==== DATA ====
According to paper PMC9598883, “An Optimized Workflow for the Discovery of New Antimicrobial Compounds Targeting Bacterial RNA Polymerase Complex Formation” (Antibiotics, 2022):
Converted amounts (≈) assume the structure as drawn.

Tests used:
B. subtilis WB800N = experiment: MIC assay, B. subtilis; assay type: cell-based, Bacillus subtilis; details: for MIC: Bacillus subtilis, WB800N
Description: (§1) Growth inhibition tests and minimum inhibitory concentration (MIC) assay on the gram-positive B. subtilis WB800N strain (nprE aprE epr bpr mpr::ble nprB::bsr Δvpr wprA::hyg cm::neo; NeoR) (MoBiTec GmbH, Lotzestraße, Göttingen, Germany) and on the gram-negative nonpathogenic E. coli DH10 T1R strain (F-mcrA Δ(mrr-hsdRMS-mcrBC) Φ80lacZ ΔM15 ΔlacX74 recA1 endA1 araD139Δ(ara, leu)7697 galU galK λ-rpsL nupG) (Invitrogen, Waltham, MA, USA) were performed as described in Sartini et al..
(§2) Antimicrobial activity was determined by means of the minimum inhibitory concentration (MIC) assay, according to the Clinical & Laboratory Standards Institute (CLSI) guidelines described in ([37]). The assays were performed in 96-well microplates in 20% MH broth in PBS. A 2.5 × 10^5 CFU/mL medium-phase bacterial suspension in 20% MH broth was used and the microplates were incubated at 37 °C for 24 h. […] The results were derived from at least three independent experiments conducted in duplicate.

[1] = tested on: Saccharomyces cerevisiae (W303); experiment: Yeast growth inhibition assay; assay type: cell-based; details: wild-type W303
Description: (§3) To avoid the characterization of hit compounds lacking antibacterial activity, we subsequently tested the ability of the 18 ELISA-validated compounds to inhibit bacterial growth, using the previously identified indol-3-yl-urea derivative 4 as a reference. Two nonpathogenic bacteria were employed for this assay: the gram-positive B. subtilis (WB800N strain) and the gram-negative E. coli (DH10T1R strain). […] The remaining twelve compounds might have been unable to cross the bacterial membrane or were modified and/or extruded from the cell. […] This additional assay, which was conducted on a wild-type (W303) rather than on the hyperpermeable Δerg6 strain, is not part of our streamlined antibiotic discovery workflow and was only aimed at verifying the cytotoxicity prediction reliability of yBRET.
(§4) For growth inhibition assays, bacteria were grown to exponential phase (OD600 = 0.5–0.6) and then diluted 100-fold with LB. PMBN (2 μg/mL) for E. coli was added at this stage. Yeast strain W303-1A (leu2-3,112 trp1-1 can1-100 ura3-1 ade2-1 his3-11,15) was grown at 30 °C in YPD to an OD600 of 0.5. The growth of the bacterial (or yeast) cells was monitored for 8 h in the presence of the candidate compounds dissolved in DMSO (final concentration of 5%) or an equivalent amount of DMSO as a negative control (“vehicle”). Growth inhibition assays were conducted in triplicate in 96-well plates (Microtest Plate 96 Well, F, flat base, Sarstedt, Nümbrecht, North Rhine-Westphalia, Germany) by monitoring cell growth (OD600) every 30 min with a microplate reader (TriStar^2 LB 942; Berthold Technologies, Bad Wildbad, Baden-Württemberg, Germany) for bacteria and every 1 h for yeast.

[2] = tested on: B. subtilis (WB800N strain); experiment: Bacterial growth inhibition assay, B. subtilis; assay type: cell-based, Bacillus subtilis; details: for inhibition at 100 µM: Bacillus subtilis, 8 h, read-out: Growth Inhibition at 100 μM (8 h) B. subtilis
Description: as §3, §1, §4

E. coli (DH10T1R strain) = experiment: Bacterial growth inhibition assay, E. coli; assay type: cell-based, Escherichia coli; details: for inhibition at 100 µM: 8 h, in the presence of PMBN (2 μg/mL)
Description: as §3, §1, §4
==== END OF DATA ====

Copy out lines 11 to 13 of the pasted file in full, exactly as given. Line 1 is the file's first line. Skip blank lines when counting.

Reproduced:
Description: as §3, §1, §4

E. coli (DH10T1R strain) = experiment: Bacterial growth inhibition assay, E. coli; assay type: cell-based, Escherichia coli; details: for inhibition at 100 µM: 8 h, in the presence of PMBN (2 μg/mL)
Description: as §3, §1, §4